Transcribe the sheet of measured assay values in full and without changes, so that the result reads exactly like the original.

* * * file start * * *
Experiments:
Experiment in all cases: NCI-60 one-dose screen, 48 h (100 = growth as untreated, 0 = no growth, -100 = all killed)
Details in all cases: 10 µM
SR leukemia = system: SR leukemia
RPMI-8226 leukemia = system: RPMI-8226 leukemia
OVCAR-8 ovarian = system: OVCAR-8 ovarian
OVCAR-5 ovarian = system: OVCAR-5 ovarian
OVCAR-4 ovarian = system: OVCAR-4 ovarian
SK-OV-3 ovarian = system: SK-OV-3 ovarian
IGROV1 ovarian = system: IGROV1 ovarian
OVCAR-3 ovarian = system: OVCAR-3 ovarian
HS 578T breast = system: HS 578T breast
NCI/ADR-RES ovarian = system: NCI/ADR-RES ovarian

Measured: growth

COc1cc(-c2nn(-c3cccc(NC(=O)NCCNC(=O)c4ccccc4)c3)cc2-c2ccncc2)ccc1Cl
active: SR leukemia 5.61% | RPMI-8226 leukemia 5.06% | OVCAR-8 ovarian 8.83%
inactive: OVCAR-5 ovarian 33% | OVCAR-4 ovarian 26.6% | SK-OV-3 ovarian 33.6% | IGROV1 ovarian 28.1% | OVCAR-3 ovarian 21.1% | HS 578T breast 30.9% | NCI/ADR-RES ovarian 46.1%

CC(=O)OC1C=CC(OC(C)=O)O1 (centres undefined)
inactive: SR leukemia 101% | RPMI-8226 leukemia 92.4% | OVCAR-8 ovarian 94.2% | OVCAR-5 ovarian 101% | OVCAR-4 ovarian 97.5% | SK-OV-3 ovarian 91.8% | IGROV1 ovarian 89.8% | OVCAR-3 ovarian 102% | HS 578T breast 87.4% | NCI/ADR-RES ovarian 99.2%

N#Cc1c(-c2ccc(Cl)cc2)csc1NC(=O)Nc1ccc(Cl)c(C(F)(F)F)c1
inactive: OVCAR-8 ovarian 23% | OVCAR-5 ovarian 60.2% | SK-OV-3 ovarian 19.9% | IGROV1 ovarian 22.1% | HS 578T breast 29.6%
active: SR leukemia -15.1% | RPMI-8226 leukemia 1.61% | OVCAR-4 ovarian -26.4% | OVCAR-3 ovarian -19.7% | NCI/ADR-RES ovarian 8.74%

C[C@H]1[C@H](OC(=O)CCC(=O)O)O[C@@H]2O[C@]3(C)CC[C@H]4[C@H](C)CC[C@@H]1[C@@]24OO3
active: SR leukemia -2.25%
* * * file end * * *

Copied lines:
Experiments:
Experiment in all cases: NCI-60 one-dose screen, 48 h (100 = growth as untreated, 0 = no growth, -100 = all killed)
Details in all cases: 10 µM
SR leukemia = system: SR leukemia
RPMI-8226 leukemia = system: RPMI-8226 leukemia
OVCAR-8 ovarian = system: OVCAR-8 ovarian
OVCAR-5 ovarian = system: OVCAR-5 ovarian
OVCAR-4 ovarian = system: OVCAR-4 ovarian
SK-OV-3 ovarian = system: SK-OV-3 ovarian
IGROV1 ovarian = system: IGROV1 ovarian
OVCAR-3 ovarian = system: OVCAR-3 ovarian
HS 578T breast = system: HS 578T breast
NCI/ADR-RES ovarian = system: NCI/ADR-RES ovarian

Measured: growth

COc1cc(-c2nn(-c3cccc(NC(=O)NCCNC(=O)c4ccccc4)c3)cc2-c2ccncc2)ccc1Cl
active: SR leukemia 5.61% | RPMI-8226 leukemia 5.06% | OVCAR-8 ovarian 8.83%
inactive: OVCAR-5 ovarian 33% | OVCAR-4 ovarian 26.6% | SK-OV-3 ovarian 33.6% | IGROV1 ovarian 28.1% | OVCAR-3 ovarian 21.1% | HS 578T breast 30.9% | NCI/ADR-RES ovarian 46.1%

CC(=O)OC1C=CC(OC(C)=O)O1 (centres undefined)
inactive: SR leukemia 101% | RPMI-8226 leukemia 92.4% | OVCAR-8 ovarian 94.2% | OVCAR-5 ovarian 101% | OVCAR-4 ovarian 97.5% | SK-OV-3 ovarian 91.8% | IGROV1 ovarian 89.8% | OVCAR-3 ovarian 102% | HS 578T breast 87.4% | NCI/ADR-RES ovarian 99.2%

N#Cc1c(-c2ccc(Cl)cc2)csc1NC(=O)Nc1ccc(Cl)c(C(F)(F)F)c1
inactive: OVCAR-8 ovarian 23% | OVCAR-5 ovarian 60.2% | SK-OV-3 ovarian 19.9% | IGROV1 ovarian 22.1% | HS 578T breast 29.6%
active: SR leukemia -15.1% | RPMI-8226 leukemia 1.61% | OVCAR-4 ovarian -26.4% | OVCAR-3 ovarian -19.7% | NCI/ADR-RES ovarian 8.74%

C[C@H]1[C@H](OC(=O)CCC(=O)O)O[C@@H]2O[C@]3(C)CC[C@H]4[C@H](C)CC[C@@H]1[C@@]24OO3
active: SR leukemia -2.25%